History Week Part Four: The Big Guns

Okay, enough fooling around everyone, it's time to get back to work. The winds are blowing, the days are shortening, and everyone is feeling a bit haunted by their own personal stack of unattended cookbooks. Right? That seems pretty universal. That's why characters in horror movies are always having anxiety dreams about recipes they can't finish. It speaks to all of us. I figure Cookbook #93 should prove appropriately hefty and serious for this dreary October day: Mastering the Art of French Cooking (Julia Child with Simone Beck and Louisette Bertholle, 1961). Provenance: Mom. Previous recipes on this blog: none. Reason for putting it off until the very end: oh, I don't know, you guys. Guess it's just so obscure. Such an original and unprecedented project to tackle. Boldly going where no blogger has gone before I'M NOT EVEN GOING TO JOKE-LINK YOU KNOW WHAT I'M TALKING ABOUT MERYL STREEP IS INVOLVED FOR THE LOVE OF ALL THAT IS BUTTERY.

Sigh. Anyway, here we go, into the abyss! I would like to begin by registering a complaint.

Why is the Soups chapter--the first and arguably (by me) most important of all the chapters--the only one that doesn't have each recipe broken out in the Table of Contents? Why do I know exactly what page to turn to for Brown Sauces or Clafoutis or Scrambled Eggs or (of course) Brains but soups are just lumped together in one big uncelebrated pot? What's the big idea? Why is this book so well-respected? Why did I just realize mid-rant that it isn't organized by recipe but rather by general technique and therefore it does kind of make sense?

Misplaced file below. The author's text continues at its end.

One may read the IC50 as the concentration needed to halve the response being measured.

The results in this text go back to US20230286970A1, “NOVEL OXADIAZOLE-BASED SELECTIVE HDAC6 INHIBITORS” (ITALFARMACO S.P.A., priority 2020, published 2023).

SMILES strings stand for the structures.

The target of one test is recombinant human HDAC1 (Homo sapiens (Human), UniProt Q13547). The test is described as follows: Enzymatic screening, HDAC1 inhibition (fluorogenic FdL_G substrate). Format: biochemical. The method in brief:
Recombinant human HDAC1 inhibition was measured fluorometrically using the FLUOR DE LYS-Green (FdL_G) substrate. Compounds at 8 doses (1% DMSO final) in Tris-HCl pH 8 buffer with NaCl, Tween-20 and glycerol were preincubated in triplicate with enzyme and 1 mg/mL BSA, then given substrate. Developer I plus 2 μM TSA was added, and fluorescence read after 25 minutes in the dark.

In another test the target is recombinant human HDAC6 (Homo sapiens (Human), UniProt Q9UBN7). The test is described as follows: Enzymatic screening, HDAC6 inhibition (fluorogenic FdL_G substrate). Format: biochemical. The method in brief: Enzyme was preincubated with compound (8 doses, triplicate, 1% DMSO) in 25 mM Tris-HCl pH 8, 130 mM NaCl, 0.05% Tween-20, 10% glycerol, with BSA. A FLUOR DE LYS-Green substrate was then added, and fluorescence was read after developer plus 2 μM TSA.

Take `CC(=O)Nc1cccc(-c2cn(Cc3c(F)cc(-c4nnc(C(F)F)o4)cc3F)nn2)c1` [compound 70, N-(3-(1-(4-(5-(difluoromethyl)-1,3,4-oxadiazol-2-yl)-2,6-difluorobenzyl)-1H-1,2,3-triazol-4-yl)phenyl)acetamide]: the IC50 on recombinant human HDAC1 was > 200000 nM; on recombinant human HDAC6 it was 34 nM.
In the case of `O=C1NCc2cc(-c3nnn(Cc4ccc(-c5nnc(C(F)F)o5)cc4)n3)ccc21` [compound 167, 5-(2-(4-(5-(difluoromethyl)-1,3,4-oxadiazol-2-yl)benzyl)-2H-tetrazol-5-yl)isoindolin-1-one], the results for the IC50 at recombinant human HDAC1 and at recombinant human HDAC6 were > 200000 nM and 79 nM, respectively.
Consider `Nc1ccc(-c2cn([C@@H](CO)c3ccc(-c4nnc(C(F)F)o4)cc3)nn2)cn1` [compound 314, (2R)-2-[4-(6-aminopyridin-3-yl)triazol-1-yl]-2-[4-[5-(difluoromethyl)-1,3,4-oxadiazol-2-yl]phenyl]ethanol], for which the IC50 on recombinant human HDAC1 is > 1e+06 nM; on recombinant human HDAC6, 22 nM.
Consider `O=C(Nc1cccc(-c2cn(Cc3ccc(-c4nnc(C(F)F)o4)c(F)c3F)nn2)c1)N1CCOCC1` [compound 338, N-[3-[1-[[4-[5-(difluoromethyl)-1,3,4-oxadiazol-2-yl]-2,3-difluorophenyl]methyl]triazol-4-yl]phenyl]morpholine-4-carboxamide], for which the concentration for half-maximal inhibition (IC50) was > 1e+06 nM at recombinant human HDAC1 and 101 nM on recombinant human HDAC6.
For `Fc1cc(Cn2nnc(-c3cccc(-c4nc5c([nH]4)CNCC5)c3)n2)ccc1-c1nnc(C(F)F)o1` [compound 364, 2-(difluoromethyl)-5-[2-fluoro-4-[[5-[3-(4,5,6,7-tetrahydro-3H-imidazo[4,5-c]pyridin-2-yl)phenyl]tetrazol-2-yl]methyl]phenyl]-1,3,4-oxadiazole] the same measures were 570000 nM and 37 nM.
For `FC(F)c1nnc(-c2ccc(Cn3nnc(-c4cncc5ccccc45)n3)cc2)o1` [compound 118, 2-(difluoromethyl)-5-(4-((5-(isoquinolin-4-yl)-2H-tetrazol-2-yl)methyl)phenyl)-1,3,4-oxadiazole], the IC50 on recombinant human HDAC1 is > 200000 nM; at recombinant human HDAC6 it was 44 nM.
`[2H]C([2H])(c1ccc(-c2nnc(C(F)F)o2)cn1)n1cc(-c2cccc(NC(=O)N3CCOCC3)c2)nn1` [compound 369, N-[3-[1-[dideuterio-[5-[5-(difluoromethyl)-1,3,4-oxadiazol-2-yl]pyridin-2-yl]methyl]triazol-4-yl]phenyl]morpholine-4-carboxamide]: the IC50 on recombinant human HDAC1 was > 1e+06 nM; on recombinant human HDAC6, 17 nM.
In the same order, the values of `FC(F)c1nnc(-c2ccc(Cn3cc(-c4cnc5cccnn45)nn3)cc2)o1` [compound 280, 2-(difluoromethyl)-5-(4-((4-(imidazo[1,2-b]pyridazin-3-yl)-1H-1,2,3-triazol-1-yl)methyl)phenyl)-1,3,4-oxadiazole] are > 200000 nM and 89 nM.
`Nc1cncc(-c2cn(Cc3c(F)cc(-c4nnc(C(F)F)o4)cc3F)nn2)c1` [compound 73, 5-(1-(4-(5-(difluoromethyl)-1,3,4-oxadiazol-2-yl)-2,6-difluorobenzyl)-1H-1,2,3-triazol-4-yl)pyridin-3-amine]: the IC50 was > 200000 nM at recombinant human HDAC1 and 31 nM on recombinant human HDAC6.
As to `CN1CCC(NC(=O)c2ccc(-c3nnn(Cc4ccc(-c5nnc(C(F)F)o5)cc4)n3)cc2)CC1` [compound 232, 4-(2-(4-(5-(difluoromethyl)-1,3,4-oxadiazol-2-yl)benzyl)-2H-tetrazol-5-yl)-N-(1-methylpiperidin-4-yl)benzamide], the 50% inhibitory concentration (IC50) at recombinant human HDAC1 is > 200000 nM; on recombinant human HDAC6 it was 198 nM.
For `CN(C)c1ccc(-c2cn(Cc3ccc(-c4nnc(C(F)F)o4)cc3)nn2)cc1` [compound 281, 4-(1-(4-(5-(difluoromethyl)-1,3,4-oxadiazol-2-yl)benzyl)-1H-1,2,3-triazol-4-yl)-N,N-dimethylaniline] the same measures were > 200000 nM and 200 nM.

Okay, I realize it's possible that I woke up on the mildly troublesome side of the bed this morning. I am applying a traditional balm of caffeine and simple carbohydrates to the irritated area. Fingers crossed, here we go! Soupe aux Choux (Cabbage Soup), from the murky and mysterious depths of the Soups section:

I almost always like recipes that use "peasant" as a descriptor. Or "rustic." I also hate shirts with collars and wearing shoes. Hmm. At any rate, this was a very satisfying bowl of soup. Or, rather, a very satisfying 18 bowls of soup. It was a big pot of soup.

Oh, I know what will make me feel better! Gâteau à l'Orange et aux Amends (Orange and Almond Spongecake)! I feel strongly enough about this recipe that I'm linking to someone else who had the energy to transcribe it!

The absence of embellishment on this cake makes it seem like a reasonable thing to have on a weekday morning night. Also, it is delicious. For real. I forgive you for the Table of Contents thing, book.

I also made this very impressive-looking Poulet Rôti:

I realize there's nothing actually impressive about roasting a chicken, unless you count the trussing. Fortunately, we have the internet to mock show us what to do! Watch out though, I found my chicken to be about thirty times more slippery than the chicken in the video. Only explanation.

Verdict: not sure my two cents are required regarding one of the most famous cookbooks in the western world. It's good! There are recipes in it! Recommended for: "the servantless American cook," it says so right there on the front page.

As previously noted, we took the girls camping last weekend so that they could explore new and exotic types of dirt.

Also not sure I conveyed the genuine plotting involved in Ivy's first grand theft Gator attempt.

Fine, we gave up trying to talk her down. It's actually in our garage right now. Good luck finding anything in there, Texas Parks and Wildlife Department!